May 24, 2018 (AlleyWatch) – Much has been said and written about the lack of women in the tech sector, be it as investors (or associates), founders, or in management positions at major companies. Is the problem the old boys network – or that success in technology is seen as a young man’s game? In this series, we speak with some of the top women in tech in New York as they discuss the challenges they face, the perceptions that need to be changed and the work that’s being done – or not – to help to promote women in tech.
Today we speak with CEO and cofounder of Kinvolved, Miriam Altman. Starting her career working in the NYC public school system, Miriam saw an opportunity to turn poor attendance around. She speaks about the success of schools that have partnered with her, and how she plans on improving on this issue. Since founding Kinvolved in 2012, she has presented twice at NY Tech Meetup, and was a former co-leader of EdTech Women’s NYC chapter. Starting with our youth, Miriam is looking to create sustained growth in NYC.
What’s your background and how did you develop your career as a female entrepreneur in the NYC tech ecosystem?
I began my career 10 years ago as a history teacher in a NYC public high school. As a new teacher, one the first and most widespread problems I witnessed in my classroom and school was that student attendance was inconsistent. And, when students missed class, it was nearly impossible to prepare them for success on the state-mandated Global History Regents exam, required to earn a high school diploma in NY state.
I attempted several solutions to fight chronic absenteeism, and I found that among the most successful was positive engagement with students who had been absent, along with developing positive and consistent relationships with their families. Despite some successes with specific students when I employed these interventions, nearly half the students who entered my 9th-grade classroom did not walk across the stage to receive their diplomas four years later.
I left the classroom to pursue a Masters degree at the Robert F. Wagner Graduate School for Public Service at NYU, where I met my co-founder, Alexandra Meis. With complimentary backgrounds and skill sets, along with shared values, we launched Kinvolved in 2012, after winning a policy challenge at the University of Pennsylvania. Neither of us had any background or expertise in tech, but with deep understanding of the problem we were trying to solve and the community that we sought to serve, we conducted more than 100 customer interviews before arriving at an app—known today as KiNVO—as a solution to absenteeism.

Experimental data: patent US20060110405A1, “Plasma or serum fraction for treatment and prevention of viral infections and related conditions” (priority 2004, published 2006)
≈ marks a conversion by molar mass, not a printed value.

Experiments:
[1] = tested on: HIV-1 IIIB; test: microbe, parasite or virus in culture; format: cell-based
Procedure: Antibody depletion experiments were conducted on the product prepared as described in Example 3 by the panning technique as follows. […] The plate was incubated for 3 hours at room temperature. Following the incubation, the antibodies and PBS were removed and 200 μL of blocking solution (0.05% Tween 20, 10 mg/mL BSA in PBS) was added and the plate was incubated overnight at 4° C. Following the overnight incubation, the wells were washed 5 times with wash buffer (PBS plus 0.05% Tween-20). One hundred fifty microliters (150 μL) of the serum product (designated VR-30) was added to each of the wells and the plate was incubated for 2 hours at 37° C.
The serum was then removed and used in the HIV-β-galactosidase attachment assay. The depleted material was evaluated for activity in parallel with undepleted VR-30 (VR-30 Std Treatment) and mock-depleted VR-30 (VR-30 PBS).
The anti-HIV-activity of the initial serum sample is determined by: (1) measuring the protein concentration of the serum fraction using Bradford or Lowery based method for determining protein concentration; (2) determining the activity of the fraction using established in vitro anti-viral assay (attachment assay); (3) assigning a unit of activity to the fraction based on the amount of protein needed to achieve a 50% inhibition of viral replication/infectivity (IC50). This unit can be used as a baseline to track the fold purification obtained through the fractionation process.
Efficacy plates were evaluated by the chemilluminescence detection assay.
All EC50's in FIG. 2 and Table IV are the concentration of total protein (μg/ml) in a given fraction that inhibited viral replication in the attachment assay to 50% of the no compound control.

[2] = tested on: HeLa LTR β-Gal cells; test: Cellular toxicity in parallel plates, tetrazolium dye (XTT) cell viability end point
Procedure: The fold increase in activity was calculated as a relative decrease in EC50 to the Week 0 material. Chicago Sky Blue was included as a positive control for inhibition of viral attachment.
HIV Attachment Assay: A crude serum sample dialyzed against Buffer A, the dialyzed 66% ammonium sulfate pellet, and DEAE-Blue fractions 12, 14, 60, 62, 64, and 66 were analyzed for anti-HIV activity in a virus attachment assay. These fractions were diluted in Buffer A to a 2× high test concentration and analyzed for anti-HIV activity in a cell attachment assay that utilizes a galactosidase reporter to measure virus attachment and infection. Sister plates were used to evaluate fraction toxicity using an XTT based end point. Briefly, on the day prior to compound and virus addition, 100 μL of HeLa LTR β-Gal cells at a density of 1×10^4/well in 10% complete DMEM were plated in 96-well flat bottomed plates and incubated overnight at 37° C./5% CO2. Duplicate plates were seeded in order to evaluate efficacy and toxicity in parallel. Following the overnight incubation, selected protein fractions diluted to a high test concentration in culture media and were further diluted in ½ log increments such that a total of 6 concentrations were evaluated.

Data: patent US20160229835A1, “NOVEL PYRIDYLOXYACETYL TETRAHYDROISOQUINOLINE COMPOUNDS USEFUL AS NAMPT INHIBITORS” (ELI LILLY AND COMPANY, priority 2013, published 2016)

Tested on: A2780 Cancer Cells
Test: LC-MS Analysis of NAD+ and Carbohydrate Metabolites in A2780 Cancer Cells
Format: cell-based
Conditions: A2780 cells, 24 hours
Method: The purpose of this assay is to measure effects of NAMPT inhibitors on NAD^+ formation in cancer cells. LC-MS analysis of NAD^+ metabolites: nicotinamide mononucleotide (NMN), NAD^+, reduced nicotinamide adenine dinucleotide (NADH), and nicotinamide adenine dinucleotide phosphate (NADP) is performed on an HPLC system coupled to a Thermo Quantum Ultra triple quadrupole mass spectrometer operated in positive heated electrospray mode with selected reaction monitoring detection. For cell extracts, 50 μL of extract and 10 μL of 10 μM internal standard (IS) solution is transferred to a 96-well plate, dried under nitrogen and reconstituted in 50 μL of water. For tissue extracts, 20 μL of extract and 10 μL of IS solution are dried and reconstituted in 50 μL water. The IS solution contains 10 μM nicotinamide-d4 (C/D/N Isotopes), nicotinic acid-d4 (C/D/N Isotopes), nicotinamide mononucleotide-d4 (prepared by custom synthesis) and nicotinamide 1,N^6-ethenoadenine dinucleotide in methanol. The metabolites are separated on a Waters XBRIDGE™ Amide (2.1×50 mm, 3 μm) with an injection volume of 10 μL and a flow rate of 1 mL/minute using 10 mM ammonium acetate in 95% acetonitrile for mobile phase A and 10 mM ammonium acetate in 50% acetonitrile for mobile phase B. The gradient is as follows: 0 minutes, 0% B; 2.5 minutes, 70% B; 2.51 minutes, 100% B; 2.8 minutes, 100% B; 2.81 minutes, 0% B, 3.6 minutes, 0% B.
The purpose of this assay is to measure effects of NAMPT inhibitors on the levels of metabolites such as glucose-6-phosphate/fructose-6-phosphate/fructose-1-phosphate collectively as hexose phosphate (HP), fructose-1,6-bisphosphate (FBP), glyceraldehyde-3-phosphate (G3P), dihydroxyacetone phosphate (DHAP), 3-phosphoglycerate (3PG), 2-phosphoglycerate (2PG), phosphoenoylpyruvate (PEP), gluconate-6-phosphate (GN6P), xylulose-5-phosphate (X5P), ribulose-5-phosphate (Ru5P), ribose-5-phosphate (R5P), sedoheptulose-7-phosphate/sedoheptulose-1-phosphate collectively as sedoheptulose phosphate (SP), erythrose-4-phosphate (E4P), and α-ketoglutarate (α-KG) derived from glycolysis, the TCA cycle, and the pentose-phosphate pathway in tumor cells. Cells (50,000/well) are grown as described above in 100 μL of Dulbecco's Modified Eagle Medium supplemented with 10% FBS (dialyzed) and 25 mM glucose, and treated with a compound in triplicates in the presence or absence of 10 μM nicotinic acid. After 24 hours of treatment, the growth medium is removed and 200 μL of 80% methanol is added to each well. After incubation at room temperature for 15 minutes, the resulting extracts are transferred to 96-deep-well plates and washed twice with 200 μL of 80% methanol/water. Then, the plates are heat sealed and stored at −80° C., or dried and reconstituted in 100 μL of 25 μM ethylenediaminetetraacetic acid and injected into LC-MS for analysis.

We built an edtech company through trial and error, developing an advisory “circle of trust,” and constantly reflecting on, and learning from, our experiences. As CEO I consider myself a lifelong learner, still mastering how to develop the business side of our work by driving strategy, sales, and fundraising.
What are the advantages of being a woman in tech?
Women bring a unique perspective to the tech field that has been, and continues to be, underrepresented. We look at problems and evaluate solutions from a perspective that may be different from the status quo.
Investment in female-led companies is still far too scarce, at 22 percent of all venture capital investment, with the average deal size at $5M, compared with the average male-led company deal size at $12M. However, an increasing number of investors are seeing female leadership as a positive characteristic when considering investment. This is not yet the standard view, but, slowly, it’s getting there.
There are an increasing number of opportunities for female and leaders of color to participate in programs and qualify for funding. Creating widespread change to systems that have favored white, male leaders will take time. While 17 percent of all founders are women, I am glad to report that the edtech industry is above the average, with 30 percent of founders being female. We should not be satisfied, however, until we see parity.
What can be done to further promote female entrepreneurs and women in tech in New York?
There is always a need for more peer and mentor relationship development opportunities, both among women, but also between women and men who support women in tech leadership. Men should and must be included in the conversations, but also tasked with action to support leadership development for underrepresented leaders in tech, whether on the business or product and tech side.
What is diversity to you and do you see it evolving in tech?
Diversity spans far beyond gender. A truly diverse ecosystem not only displays representation of varied genders and races, but also varied ages, socioeconomic statuses, and cultural backgrounds.
Diverse representation, however, is insufficient. We need to ensure that the tech sector is fully inclusive. Just because a person is in the room does not inherently mean that s/he feels comfortable speaking up to offer the unique perspectives and insights that cutting-edge business need to thrive. Diversity must go beyond simple optics; it has to be embedded and appreciated in company culture.